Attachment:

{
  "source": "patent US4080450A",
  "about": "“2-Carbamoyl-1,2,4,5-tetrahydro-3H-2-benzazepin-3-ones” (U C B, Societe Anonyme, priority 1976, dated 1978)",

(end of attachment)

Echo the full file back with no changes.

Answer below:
{
  "source": "patent US4080450A",
  "about": "“2-Carbamoyl-1,2,4,5-tetrahydro-3H-2-benzazepin-3-ones” (U C B, Societe Anonyme, priority 1976, dated 1978)",